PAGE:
Grit

New Festival for Birders

TRAVERSE
CITY, MI – Each year, hundreds of birdwatchers migrate to the
dunelands of Northwestern Michigan with their
binoculars and notebooks to enjoy the region’s many birding opportunities.

This spring
they’ll get a little extra help from their fellow birders on the scenic Leelanau Peninsula, who are organizing a four-day
“festival” of lectures and guided excursions to some of the area’s birding
hotspots. The inaugural Leelanau Peninsula BirdFest is scheduled for June 1-4,
and is sponsored by a coalition of local community groups who want to draw more
attention to the area’s wealth of bird species.

“We think this
will be a uniquely conservation-themed festival,” says BirdFest organizer Dave
Barrons. “We have some great trips planned, and our focus is going to be on
what we can do to help reverse the decline of some of these species.” 

A broad wedge of
glacier-carved land northwest of Traverse City,
the Leelanau Peninsula has long been a favorite
vacation destination for well-heeled Midwestern urbanites. But it’s also a
popular resting spot for migratory birds and an important refuge for one
endangered shorebird: the tiny piping plover, which nests on open beaches.

But the same
natural features that attract avian migrants to Traverse City’s beaches, lakes and forests
also make it a favorite destination for the humans who follow them. The local
tourism industry is belatedly taking notice of the phenomenon – and rightly so,
since birding is now the country’s No. 1 outdoor sport. The U.S. Fish and
Wildlife Service estimates that there are currently 51.3 million birders, and
the number is still growing. Several local resorts and lodges list nearby
birding areas in their promotional literature, and a few even arrange guided
outings on request.

The Leelanau Peninsula is also home to the 44-acre
Charter Sanctuary, established by veteran birders Jim and Kay Charter as a safe
haven for over 130 species of migrating, nesting and resident birds – including
black-billed cuckoos, grasshopper sparrows and bobolinks. Next door to the
sanctuary is the Charters’ educational center, Saving Birds thru Habitat, which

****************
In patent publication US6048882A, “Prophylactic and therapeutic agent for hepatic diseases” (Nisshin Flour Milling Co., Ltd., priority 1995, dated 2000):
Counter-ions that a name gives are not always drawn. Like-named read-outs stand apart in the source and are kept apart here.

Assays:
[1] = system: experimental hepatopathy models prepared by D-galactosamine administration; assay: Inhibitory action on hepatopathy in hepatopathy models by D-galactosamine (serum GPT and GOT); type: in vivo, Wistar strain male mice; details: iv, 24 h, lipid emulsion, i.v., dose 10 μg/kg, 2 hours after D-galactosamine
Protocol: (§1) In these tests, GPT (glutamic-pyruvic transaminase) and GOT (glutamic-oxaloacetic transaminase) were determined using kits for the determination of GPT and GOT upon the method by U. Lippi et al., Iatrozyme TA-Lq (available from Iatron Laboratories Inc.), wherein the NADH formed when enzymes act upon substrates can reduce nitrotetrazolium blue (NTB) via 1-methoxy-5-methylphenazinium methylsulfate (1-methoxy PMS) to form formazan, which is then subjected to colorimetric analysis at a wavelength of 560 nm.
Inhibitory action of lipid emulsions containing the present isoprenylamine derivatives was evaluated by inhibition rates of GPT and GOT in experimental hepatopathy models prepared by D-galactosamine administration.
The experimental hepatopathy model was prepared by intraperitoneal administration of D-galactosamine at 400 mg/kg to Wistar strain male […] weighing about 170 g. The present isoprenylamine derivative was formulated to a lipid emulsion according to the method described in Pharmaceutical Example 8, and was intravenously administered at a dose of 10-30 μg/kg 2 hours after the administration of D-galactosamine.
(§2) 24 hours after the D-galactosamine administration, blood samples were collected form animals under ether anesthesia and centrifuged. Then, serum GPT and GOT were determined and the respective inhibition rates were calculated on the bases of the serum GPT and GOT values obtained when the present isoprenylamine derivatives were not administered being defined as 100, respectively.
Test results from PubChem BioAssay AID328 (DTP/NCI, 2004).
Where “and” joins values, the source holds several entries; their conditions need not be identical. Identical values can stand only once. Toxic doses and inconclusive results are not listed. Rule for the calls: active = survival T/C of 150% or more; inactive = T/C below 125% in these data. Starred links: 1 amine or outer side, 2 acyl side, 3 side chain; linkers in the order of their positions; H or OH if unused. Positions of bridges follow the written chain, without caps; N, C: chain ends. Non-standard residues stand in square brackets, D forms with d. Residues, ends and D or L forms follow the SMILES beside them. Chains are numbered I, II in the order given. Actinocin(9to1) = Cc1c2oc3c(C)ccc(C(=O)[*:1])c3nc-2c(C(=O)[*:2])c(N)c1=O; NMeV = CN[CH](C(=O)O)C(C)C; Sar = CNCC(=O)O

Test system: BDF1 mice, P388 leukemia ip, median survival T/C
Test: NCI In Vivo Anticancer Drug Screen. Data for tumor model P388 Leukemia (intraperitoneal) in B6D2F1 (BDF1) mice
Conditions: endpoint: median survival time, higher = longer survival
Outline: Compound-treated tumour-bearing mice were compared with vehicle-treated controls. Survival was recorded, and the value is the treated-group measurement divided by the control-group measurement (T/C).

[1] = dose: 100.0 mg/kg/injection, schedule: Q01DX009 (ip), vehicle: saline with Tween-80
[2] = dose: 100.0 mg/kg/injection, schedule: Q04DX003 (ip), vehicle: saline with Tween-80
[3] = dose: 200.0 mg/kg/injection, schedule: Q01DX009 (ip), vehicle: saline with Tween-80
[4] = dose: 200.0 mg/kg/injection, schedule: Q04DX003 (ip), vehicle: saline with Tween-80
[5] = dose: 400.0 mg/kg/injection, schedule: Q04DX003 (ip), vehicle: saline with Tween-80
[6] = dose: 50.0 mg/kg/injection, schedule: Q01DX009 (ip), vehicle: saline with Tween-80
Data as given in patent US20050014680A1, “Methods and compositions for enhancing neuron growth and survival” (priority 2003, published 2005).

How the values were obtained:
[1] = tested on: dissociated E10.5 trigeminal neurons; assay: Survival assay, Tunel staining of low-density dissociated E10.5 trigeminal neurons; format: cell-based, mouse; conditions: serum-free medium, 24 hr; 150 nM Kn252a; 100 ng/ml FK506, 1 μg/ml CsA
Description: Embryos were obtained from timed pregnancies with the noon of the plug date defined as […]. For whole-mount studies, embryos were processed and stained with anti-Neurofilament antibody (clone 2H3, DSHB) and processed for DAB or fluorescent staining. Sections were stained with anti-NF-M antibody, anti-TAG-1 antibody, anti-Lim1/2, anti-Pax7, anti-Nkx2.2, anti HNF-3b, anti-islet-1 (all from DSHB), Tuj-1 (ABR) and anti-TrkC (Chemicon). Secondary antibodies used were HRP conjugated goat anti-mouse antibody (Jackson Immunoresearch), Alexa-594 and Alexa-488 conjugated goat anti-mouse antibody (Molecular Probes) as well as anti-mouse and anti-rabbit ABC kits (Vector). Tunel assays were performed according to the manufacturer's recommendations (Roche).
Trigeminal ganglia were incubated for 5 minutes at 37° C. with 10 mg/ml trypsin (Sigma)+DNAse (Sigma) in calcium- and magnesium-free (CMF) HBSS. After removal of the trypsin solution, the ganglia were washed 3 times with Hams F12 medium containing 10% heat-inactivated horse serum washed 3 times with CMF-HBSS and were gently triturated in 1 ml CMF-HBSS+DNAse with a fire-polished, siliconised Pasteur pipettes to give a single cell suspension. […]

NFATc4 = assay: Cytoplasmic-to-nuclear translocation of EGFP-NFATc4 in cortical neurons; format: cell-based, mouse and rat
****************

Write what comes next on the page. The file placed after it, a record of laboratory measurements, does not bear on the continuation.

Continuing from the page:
teaches private landowners how to adapt backyards, woodlots and vacant property
as bird habitat.

But the
peninsula’s greatest asset is the diversity of its terrain, and the fact that
much of it is in public hands and is accessible to birders at no cost.

“We don’t really
have what you’d consider world-class birding here, but we have almost unlimited
access to over 80,000 acres of public land, with a tremendous variety of
habitat and more than 300 bird species,” Barrons says. “Some festivals have to
make do with a single small private preserve, but we can provide a very diverse
birding experience.”

The festival’s
menu of excursions includes 12 guided trips to such popular birding spots as
the Leelanau State Park at the peninsula’s tip (known for scarlet tanagers and
Blackburnian warblers), Good Harbor Bay (prime habitat for prairie warblers)
and the Sleeping Bear Dunes National Lakeshore, home to one-third of the
surviving piping plovers in the Great Lakes region.

Organizers also
plan to offer three “premium” excursions at an added charge, including a
pontoon-boat trip to the Cedar River Preserve near Lake
Leelanau, an expedition to the Arcadia
Dunes Prairie Installation to spot upland nesting birds and a voyage by
two-masted schooner to Gull
Island near Northport to
view the nesting grounds of Caspian terns, gulls and cormorants.

The BirdFest
will operate out of Fountain Point, a classic “Up North” resort near the village of Lake Leelanau, where participants will
gather each evening after their excursions to listen to presentations on such
subjects as climate change, North American swallow species, and a historical
survey of the birding movement by Birding editor and Bird Watcher’s Digest
columnist Paul Baicich.

The festival
schedule also includes a number of seminars, a traditional Great Lakes Fish
Boil dinner and – since the Leelanau Peninsula is one of the Midwest’s
premiere wine-growing areas – a series of wine & cheese receptions.

Like most
birding festivals, the Leelanau Peninsula BirdFest requires participants to
pre-register for almost all events and functions. Participants can register for
all four days of activities for a fee of $75, or pick and choose among various
talks and excursions, but several of the excursions are offered free of charge
to the public. A detailed schedule and registration form can be found online.

For help with
lodging and dining options, and to learn about other adventures, activities and
attractions in the Traverse City
area, contact the Traverse City Convention & Visitors Bureau at
1-800-TRAVERSE or online at the website.

  • Published on Mar 8, 2011
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